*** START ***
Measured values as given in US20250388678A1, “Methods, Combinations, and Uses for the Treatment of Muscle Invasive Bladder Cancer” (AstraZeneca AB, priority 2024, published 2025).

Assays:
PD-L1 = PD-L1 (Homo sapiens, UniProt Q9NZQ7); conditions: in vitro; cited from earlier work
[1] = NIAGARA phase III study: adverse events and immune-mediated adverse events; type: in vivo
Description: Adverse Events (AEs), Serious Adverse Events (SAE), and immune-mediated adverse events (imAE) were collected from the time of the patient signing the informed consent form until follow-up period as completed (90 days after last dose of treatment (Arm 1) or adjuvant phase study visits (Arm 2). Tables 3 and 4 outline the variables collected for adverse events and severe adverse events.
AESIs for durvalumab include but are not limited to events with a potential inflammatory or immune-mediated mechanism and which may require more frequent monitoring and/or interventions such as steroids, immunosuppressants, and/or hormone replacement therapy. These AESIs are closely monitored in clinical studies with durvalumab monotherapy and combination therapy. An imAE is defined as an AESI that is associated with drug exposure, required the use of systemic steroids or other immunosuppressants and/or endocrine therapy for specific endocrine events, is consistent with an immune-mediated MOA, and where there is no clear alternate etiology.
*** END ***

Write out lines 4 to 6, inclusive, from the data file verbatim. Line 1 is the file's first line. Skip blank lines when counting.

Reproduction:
[1] = NIAGARA phase III study: adverse events and immune-mediated adverse events; type: in vivo
Description: Adverse Events (AEs), Serious Adverse Events (SAE), and immune-mediated adverse events (imAE) were collected from the time of the patient signing the informed consent form until follow-up period as completed (90 days after last dose of treatment (Arm 1) or adjuvant phase study visits (Arm 2). Tables 3 and 4 outline the variables collected for adverse events and severe adverse events.
AESIs for durvalumab include but are not limited to events with a potential inflammatory or immune-mediated mechanism and which may require more frequent monitoring and/or interventions such as steroids, immunosuppressants, and/or hormone replacement therapy. These AESIs are closely monitored in clinical studies with durvalumab monotherapy and combination therapy. An imAE is defined as an AESI that is associated with drug exposure, required the use of systemic steroids or other immunosuppressants and/or endocrine therapy for specific endocrine events, is consistent with an immune-mediated MOA, and where there is no clear alternate etiology.